How to Recognize the Warning Signs of Anxiety or Depression in Your Child

How to Recognize the Warning Signs of Anxiety or Depression in Your Child

As the saying goes, life is full of ups and downs. Having fun with friends, trying out a new sport or hobby, or accomplishing a goal we set can bring a smile to our faces and instill a sense of contentment and happiness. Other times, when we’ve made a bad decision, experienced loss, or just had a day where nothing seemed to work out right, life can feel sad, lonely, and unmotivating. 

All of these experiences and feelings are normal reactions to life’s joys or stressors. However, sometimes the balance of ups and downs regularly feels off-kilter, and everyday tasks and relationships feel burdensome or filled with nervousness and fear. It is especially concerning when this type of struggle seems to be plaguing our child. 

When to Seek Help

So, what is “normal” anxious or depressed behavior for a child? And when should we be concerned and seek additional help from a professional? 

Depression and anxiety are classified as mood disorders. It’s normal for kids to feel sad, down, or irritated, but when negative feelings and thoughts linger for a long time and limit a child’s ability to function normally, it might be depression or anxiety. The symptoms of depression and anxiety can vary from mild to severe and may include:

  • Frequent sadness, tearfulness, and/or crying
  • Decreased interest in activities or inability to enjoy previously favorite activities
  • Persistent boredom, low energy, or willingness to give up easily 
  • Social isolation, poor communication
  • Low self-esteem and guilt with negative and/or self-critical thinking
  • Increased anger, hostility, or irritability
  • Feeling nervous, on edge, or panicky
  • Difficulty thinking, concentrating, or making decisions
  • Frequent absences from school or poor performance in school 
  • Changes in appetite (weight loss or gain) or sleep (trouble sleeping or sleeping too much) 
  • Persistent physical illnesses such as headaches and stomachaches for which no other cause can be diagnosed
  • Running away from home or talk of running away from home

It can be hard for parents and other adults to know when a child is depressed or anxious. An irritable or angry mood might seem like a bad attitude or disrespect. When a child acts like everyday problems are more difficult than they really are, it might seem like laziness or carelessness.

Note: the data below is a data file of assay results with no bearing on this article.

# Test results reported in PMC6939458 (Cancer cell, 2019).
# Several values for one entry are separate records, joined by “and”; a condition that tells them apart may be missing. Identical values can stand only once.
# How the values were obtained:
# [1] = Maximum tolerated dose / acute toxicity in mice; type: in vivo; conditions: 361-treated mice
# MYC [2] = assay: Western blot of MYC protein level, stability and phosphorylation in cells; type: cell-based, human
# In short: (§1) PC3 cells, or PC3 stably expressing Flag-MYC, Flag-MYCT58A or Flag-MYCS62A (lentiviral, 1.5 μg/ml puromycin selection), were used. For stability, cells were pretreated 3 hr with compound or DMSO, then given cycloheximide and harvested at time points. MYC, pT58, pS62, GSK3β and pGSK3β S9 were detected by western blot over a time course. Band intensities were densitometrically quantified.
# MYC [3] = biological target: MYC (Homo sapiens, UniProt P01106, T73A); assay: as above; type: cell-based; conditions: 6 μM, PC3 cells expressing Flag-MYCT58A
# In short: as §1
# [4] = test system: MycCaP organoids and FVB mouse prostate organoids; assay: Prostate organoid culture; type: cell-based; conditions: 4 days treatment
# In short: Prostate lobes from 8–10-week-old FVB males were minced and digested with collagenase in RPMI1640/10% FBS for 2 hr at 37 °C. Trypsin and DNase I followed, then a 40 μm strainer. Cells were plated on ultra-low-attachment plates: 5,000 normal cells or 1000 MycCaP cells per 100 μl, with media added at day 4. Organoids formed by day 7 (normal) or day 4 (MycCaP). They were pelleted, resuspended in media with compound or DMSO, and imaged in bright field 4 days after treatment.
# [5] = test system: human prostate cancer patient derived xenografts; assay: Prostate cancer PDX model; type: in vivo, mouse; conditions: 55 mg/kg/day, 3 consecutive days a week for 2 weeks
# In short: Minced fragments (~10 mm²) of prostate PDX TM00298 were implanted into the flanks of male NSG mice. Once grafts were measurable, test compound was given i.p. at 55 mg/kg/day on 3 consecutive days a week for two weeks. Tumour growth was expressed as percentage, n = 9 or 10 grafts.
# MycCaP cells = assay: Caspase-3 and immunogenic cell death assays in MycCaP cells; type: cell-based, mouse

The key is to recognize when the problem or mood isn’t going away. A parent should trust his or her gut instinct about a child and seek the help of a school counselor or other professional if needed. At GRACE Christian School, our families have access to our full-time school counselor, Dr. Karri Hawley.  

Tips to Manage Stress

If you think your child is struggling, consider taking some of the following actions.

  • Have them exercise. This is a mood-booster because it releases endorphins (chemicals in the brain that make you feel good). It also raises self-esteem and confidence.
  • Teach them relaxation techniques, such as breathing exercises or listening to music. This can help clear their head and reduce feelings of stress. 
  • Help them set goals or do something meaningful. Getting involved in an activity or helping others can grow positive feelings and self-worth.
  • Encourage them to share feelings and get support. Therapy with a counselor can address behavioral patterns, interpersonal communication, and problem-solving abilities.
  • Talk to a doctor about available medications. Some children have a hormonal imbalance that is best corrected by medicine. Research shows that for many teens with persistent depression a combination of therapy and medication is the best treatment.

At GRACE, we are thankful for the opportunity to partner with you in helping to raise children that are truly equipped for life!